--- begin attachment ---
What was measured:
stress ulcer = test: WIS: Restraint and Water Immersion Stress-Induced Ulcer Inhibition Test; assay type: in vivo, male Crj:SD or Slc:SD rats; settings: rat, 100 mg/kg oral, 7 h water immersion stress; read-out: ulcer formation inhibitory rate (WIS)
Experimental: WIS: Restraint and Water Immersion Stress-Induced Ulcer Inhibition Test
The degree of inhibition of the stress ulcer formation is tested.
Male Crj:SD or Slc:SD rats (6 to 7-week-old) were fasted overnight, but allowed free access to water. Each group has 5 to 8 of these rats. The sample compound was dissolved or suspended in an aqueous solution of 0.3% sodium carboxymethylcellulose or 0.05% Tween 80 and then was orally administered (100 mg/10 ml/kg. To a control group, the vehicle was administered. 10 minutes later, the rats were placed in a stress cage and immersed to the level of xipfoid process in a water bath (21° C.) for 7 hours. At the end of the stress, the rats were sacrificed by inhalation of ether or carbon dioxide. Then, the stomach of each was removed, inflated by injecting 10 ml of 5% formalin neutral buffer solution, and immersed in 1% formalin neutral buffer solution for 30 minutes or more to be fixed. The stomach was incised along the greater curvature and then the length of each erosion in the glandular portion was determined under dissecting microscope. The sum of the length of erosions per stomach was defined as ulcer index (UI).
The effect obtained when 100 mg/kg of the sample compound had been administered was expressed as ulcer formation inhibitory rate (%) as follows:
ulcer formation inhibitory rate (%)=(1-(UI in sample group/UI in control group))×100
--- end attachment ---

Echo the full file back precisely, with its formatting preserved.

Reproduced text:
What was measured:
stress ulcer = test: WIS: Restraint and Water Immersion Stress-Induced Ulcer Inhibition Test; assay type: in vivo, male Crj:SD or Slc:SD rats; settings: rat, 100 mg/kg oral, 7 h water immersion stress; read-out: ulcer formation inhibitory rate (WIS)
Experimental: WIS: Restraint and Water Immersion Stress-Induced Ulcer Inhibition Test
The degree of inhibition of the stress ulcer formation is tested.
Male Crj:SD or Slc:SD rats (6 to 7-week-old) were fasted overnight, but allowed free access to water. Each group has 5 to 8 of these rats. The sample compound was dissolved or suspended in an aqueous solution of 0.3% sodium carboxymethylcellulose or 0.05% Tween 80 and then was orally administered (100 mg/10 ml/kg. To a control group, the vehicle was administered. 10 minutes later, the rats were placed in a stress cage and immersed to the level of xipfoid process in a water bath (21° C.) for 7 hours. At the end of the stress, the rats were sacrificed by inhalation of ether or carbon dioxide. Then, the stomach of each was removed, inflated by injecting 10 ml of 5% formalin neutral buffer solution, and immersed in 1% formalin neutral buffer solution for 30 minutes or more to be fixed. The stomach was incised along the greater curvature and then the length of each erosion in the glandular portion was determined under dissecting microscope. The sum of the length of erosions per stomach was defined as ulcer index (UI).
The effect obtained when 100 mg/kg of the sample compound had been administered was expressed as ulcer formation inhibitory rate (%) as follows:
ulcer formation inhibitory rate (%)=(1-(UI in sample group/UI in control group))×100